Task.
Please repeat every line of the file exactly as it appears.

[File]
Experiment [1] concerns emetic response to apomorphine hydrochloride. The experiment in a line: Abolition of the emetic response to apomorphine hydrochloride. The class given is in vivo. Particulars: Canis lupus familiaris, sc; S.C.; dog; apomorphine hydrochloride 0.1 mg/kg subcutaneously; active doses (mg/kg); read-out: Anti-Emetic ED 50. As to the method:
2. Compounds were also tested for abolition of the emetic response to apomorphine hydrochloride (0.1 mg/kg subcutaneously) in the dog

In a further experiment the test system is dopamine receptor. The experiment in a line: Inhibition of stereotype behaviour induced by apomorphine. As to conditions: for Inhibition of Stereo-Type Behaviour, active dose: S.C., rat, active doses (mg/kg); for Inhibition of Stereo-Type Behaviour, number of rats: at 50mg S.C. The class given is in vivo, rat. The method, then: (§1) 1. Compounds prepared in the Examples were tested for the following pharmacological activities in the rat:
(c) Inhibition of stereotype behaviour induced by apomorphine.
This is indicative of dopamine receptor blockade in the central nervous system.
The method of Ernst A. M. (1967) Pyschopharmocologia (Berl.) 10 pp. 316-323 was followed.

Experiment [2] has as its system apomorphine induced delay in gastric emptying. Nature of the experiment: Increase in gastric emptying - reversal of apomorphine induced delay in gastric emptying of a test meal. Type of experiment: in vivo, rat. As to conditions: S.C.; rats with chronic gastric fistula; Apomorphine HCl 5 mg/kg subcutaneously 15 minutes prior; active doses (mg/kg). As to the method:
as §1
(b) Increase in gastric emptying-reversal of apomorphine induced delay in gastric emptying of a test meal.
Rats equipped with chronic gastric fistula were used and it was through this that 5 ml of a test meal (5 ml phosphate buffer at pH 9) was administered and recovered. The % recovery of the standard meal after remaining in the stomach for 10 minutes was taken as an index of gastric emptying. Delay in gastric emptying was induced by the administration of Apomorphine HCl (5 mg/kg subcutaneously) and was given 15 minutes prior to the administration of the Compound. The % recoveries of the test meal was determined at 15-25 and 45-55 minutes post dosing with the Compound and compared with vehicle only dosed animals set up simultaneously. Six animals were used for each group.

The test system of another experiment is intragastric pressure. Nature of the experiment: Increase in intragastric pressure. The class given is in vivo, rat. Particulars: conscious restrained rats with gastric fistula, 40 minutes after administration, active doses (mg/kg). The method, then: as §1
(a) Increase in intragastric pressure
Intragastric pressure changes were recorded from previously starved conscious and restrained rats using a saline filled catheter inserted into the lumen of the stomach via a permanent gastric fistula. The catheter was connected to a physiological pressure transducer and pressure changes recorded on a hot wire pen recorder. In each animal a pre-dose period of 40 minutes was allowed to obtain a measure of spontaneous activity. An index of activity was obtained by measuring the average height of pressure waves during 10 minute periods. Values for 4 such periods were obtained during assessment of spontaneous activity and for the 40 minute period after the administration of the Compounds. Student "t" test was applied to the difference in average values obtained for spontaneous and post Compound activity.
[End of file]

Experiment [1] concerns emetic response to apomorphine hydrochloride. The experiment in a line: Abolition of the emetic response to apomorphine hydrochloride. The class given is in vivo. Particulars: Canis lupus familiaris, sc; S.C.; dog; apomorphine hydrochloride 0.1 mg/kg subcutaneously; active doses (mg/kg); read-out: Anti-Emetic ED 50. As to the method:
2. Compounds were also tested for abolition of the emetic response to apomorphine hydrochloride (0.1 mg/kg subcutaneously) in the dog

In a further experiment the test system is dopamine receptor. The experiment in a line: Inhibition of stereotype behaviour induced by apomorphine. As to conditions: for Inhibition of Stereo-Type Behaviour, active dose: S.C., rat, active doses (mg/kg); for Inhibition of Stereo-Type Behaviour, number of rats: at 50mg S.C. The class given is in vivo, rat. The method, then: (§1) 1. Compounds prepared in the Examples were tested for the following pharmacological activities in the rat:
(c) Inhibition of stereotype behaviour induced by apomorphine.
This is indicative of dopamine receptor blockade in the central nervous system.
The method of Ernst A. M. (1967) Pyschopharmocologia (Berl.) 10 pp. 316-323 was followed.

Experiment [2] has as its system apomorphine induced delay in gastric emptying. Nature of the experiment: Increase in gastric emptying - reversal of apomorphine induced delay in gastric emptying of a test meal. Type of experiment: in vivo, rat. As to conditions: S.C.; rats with chronic gastric fistula; Apomorphine HCl 5 mg/kg subcutaneously 15 minutes prior; active doses (mg/kg). As to the method:
as §1
(b) Increase in gastric emptying-reversal of apomorphine induced delay in gastric emptying of a test meal.
Rats equipped with chronic gastric fistula were used and it was through this that 5 ml of a test meal (5 ml phosphate buffer at pH 9) was administered and recovered. The % recovery of the standard meal after remaining in the stomach for 10 minutes was taken as an index of gastric emptying. Delay in gastric emptying was induced by the administration of Apomorphine HCl (5 mg/kg subcutaneously) and was given 15 minutes prior to the administration of the Compound. The % recoveries of the test meal was determined at 15-25 and 45-55 minutes post dosing with the Compound and compared with vehicle only dosed animals set up simultaneously. Six animals were used for each group.

The test system of another experiment is intragastric pressure. Nature of the experiment: Increase in intragastric pressure. The class given is in vivo, rat. Particulars: conscious restrained rats with gastric fistula, 40 minutes after administration, active doses (mg/kg). The method, then: as §1
(a) Increase in intragastric pressure
Intragastric pressure changes were recorded from previously starved conscious and restrained rats using a saline filled catheter inserted into the lumen of the stomach via a permanent gastric fistula. The catheter was connected to a physiological pressure transducer and pressure changes recorded on a hot wire pen recorder. In each animal a pre-dose period of 40 minutes was allowed to obtain a measure of spontaneous activity. An index of activity was obtained by measuring the average height of pressure waves during 10 minute periods. Values for 4 such periods were obtained during assessment of spontaneous activity and for the 40 minute period after the administration of the Compounds. Student "t" test was applied to the difference in average values obtained for spontaneous and post Compound activity.